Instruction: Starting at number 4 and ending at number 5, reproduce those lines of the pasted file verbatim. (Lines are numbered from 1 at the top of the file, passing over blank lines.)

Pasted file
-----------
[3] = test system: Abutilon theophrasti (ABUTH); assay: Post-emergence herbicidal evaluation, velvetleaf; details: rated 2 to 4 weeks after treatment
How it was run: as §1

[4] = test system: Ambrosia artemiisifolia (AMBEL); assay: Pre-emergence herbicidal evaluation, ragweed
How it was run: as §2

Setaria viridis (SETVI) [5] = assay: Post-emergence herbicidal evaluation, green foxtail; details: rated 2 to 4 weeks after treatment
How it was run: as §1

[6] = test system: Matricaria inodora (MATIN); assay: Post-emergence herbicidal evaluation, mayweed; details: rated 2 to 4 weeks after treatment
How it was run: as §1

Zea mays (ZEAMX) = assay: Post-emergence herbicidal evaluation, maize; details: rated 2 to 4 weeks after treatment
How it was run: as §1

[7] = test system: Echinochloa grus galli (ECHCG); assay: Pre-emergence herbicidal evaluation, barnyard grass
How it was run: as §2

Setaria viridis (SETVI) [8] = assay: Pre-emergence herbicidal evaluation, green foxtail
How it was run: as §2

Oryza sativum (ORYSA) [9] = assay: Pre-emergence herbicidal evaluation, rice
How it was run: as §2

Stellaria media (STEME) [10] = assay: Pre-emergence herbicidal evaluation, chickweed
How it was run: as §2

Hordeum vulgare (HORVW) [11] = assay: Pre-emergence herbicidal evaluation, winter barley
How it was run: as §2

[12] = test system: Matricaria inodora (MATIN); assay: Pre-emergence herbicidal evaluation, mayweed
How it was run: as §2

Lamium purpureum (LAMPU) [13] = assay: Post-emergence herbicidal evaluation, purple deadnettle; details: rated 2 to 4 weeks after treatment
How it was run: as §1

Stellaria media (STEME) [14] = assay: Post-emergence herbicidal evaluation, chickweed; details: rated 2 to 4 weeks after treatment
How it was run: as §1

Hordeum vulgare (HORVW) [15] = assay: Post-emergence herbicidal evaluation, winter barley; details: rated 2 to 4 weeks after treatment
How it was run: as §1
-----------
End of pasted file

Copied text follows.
How it was run: as §2

Setaria viridis (SETVI) [5] = assay: Post-emergence herbicidal evaluation, green foxtail; details: rated 2 to 4 weeks after treatment